With Indonesians attacking, even killing, each other to defend each of their own belief and tradition when this nation was built upon the spirit of togetherness and shared aspiration; our armed forces attempting to secure the nation’s unity by oppressing our own fellow Indonesians in Aceh and Papua; people showing repressiveness to freedom of sexual orientation and expression; higher education institution reduced to only a place of exchanging “largely acceptable” views and ideas; regulations and policies made to fulfill certain party’s agenda instead of the greater public interest; law enforcement still open for negotiation with capital owners; residents forcibly evicted from their homes without proper discussion facilitated beforehand, nor compensation; thousands of households not having the capability to earn adequate livelihood while in various international stages we incessantly declare ourselves as a rich nation with abundant resources; and most importantly, with the government endorsing those actions of intolerance and ignoring the continually increasing discrepancy, it is difficult to still declare that people of Indonesia have respect to and deep shared comprehension of Pancasila and Bhinneka Tunggal Ika.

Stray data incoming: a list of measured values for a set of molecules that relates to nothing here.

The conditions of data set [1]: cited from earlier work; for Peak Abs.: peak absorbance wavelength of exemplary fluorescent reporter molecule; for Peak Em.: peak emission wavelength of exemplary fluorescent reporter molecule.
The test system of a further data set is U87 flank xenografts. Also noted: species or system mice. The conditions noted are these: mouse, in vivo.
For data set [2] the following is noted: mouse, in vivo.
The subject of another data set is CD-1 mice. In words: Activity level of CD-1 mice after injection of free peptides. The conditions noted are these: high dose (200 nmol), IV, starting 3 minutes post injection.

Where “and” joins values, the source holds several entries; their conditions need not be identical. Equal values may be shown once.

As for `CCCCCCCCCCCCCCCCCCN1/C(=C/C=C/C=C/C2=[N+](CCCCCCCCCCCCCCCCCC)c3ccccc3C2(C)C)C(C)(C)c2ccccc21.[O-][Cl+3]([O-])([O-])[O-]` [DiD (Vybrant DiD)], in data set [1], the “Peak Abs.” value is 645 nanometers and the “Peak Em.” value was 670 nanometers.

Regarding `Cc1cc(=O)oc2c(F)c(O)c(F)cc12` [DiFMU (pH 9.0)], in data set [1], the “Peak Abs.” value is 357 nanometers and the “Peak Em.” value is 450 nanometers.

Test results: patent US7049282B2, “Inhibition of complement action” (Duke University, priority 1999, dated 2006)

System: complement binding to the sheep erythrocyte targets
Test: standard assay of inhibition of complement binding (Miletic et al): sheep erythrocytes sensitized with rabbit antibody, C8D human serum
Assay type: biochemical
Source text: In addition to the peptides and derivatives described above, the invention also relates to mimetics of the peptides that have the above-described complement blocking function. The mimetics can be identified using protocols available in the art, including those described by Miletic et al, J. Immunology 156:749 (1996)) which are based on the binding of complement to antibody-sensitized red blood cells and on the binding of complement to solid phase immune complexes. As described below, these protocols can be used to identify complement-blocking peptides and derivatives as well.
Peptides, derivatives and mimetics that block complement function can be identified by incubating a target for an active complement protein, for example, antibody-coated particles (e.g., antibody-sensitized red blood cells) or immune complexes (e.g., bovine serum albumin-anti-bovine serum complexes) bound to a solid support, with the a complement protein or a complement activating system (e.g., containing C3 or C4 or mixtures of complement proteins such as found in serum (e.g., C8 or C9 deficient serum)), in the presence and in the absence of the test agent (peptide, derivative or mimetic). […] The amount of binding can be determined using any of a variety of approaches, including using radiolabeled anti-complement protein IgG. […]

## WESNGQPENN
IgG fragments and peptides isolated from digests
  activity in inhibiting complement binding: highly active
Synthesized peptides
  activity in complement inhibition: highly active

The depressing fact is that although Indonesia might no longer be occupied by other countries and that we might have been transitioning to a so-called democratic country, some of our fellow Indonesians are instead colonized by our own people and government, and most of our resources are exploited by giant companies for their business interest-an evident confirmation of the government’s failure to create fundamental reforms after all this time.

As a result, Pancasila, Bhinneka Tunggal Ika or even President Joko Widodo’s famous idea of Revolusi Mental (mental revolution) movement have simply become appealing buzzwords and part of the prevailing habit of celebrating sensation while, at the same time, ignoring essence.

The nation that is claimed to have overcome its darkest nightmares in 1965 (Indonesian Massacres) and 1998 (1998 Riots), and since then entering Reform Era seems to be moving very slowly and left behind neighboring countries in almost every aspect of governance-from education quality, poverty index, wealth distribution, human rights index, corruption index, law enforcement to media governance.

Incompetence of governing a country, incomprehension of state administration as well as discriminatory law enforcement process are publicly shown as if they are normal and reasonable to be tolerated and accepted. Adding to that, disobedience to court’s interim decision as seen in the case of Bukit Duri, South Jakarta eviction in which Basuki Tjahaja Purnama shows the public that the Governor of DKI Jakarta is capable of going above the law by ignoring the ongoing trial in the court and carrying out the demolition process.